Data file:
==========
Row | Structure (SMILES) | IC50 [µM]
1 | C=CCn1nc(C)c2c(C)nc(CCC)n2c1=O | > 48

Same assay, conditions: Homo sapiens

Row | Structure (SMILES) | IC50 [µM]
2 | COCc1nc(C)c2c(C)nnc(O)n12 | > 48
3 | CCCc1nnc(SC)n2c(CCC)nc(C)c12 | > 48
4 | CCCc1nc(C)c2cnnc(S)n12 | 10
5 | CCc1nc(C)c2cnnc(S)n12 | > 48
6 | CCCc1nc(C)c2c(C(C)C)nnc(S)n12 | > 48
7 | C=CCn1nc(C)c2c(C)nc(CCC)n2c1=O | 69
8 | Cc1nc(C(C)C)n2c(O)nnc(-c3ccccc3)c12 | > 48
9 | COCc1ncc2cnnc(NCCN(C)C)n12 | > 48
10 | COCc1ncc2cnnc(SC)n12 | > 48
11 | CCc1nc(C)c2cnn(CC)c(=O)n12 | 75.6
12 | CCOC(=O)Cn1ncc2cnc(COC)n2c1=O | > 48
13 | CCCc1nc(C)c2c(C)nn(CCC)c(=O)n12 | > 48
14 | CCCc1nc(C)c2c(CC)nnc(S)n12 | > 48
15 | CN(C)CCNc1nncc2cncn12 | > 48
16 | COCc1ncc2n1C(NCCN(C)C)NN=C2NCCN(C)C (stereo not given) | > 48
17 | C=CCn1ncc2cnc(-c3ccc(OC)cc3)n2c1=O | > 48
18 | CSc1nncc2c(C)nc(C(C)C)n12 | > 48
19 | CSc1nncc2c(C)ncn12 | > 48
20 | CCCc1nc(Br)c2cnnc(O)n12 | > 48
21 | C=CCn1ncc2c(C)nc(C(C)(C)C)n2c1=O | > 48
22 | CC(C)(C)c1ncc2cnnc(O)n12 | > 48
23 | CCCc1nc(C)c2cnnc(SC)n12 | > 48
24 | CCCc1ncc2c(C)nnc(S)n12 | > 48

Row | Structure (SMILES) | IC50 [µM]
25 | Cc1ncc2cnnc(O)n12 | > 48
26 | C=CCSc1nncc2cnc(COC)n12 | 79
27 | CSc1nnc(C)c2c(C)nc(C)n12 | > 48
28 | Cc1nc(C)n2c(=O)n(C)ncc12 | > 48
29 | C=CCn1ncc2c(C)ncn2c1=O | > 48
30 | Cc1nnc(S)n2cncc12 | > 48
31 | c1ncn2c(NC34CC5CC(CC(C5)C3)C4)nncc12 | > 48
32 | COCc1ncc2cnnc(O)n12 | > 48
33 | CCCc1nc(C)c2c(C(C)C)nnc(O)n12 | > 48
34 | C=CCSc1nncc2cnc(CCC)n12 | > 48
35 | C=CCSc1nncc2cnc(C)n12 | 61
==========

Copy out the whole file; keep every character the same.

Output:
Row | Structure (SMILES) | IC50 [µM]
1 | C=CCn1nc(C)c2c(C)nc(CCC)n2c1=O | > 48

Same assay, conditions: Homo sapiens

Row | Structure (SMILES) | IC50 [µM]
2 | COCc1nc(C)c2c(C)nnc(O)n12 | > 48
3 | CCCc1nnc(SC)n2c(CCC)nc(C)c12 | > 48
4 | CCCc1nc(C)c2cnnc(S)n12 | 10
5 | CCc1nc(C)c2cnnc(S)n12 | > 48
6 | CCCc1nc(C)c2c(C(C)C)nnc(S)n12 | > 48
7 | C=CCn1nc(C)c2c(C)nc(CCC)n2c1=O | 69
8 | Cc1nc(C(C)C)n2c(O)nnc(-c3ccccc3)c12 | > 48
9 | COCc1ncc2cnnc(NCCN(C)C)n12 | > 48
10 | COCc1ncc2cnnc(SC)n12 | > 48
11 | CCc1nc(C)c2cnn(CC)c(=O)n12 | 75.6
12 | CCOC(=O)Cn1ncc2cnc(COC)n2c1=O | > 48
13 | CCCc1nc(C)c2c(C)nn(CCC)c(=O)n12 | > 48
14 | CCCc1nc(C)c2c(CC)nnc(S)n12 | > 48
15 | CN(C)CCNc1nncc2cncn12 | > 48
16 | COCc1ncc2n1C(NCCN(C)C)NN=C2NCCN(C)C (stereo not given) | > 48
17 | C=CCn1ncc2cnc(-c3ccc(OC)cc3)n2c1=O | > 48
18 | CSc1nncc2c(C)nc(C(C)C)n12 | > 48
19 | CSc1nncc2c(C)ncn12 | > 48
20 | CCCc1nc(Br)c2cnnc(O)n12 | > 48
21 | C=CCn1ncc2c(C)nc(C(C)(C)C)n2c1=O | > 48
22 | CC(C)(C)c1ncc2cnnc(O)n12 | > 48
23 | CCCc1nc(C)c2cnnc(SC)n12 | > 48
24 | CCCc1ncc2c(C)nnc(S)n12 | > 48

Row | Structure (SMILES) | IC50 [µM]
25 | Cc1ncc2cnnc(O)n12 | > 48
26 | C=CCSc1nncc2cnc(COC)n12 | 79
27 | CSc1nnc(C)c2c(C)nc(C)n12 | > 48
28 | Cc1nc(C)n2c(=O)n(C)ncc12 | > 48
29 | C=CCn1ncc2c(C)ncn2c1=O | > 48
30 | Cc1nnc(S)n2cncc12 | > 48
31 | c1ncn2c(NC34CC5CC(CC(C5)C3)C4)nncc12 | > 48
32 | COCc1ncc2cnnc(O)n12 | > 48
33 | CCCc1nc(C)c2c(C(C)C)nnc(O)n12 | > 48
34 | C=CCSc1nncc2cnc(CCC)n12 | > 48
35 | C=CCSc1nncc2cnc(C)n12 | 61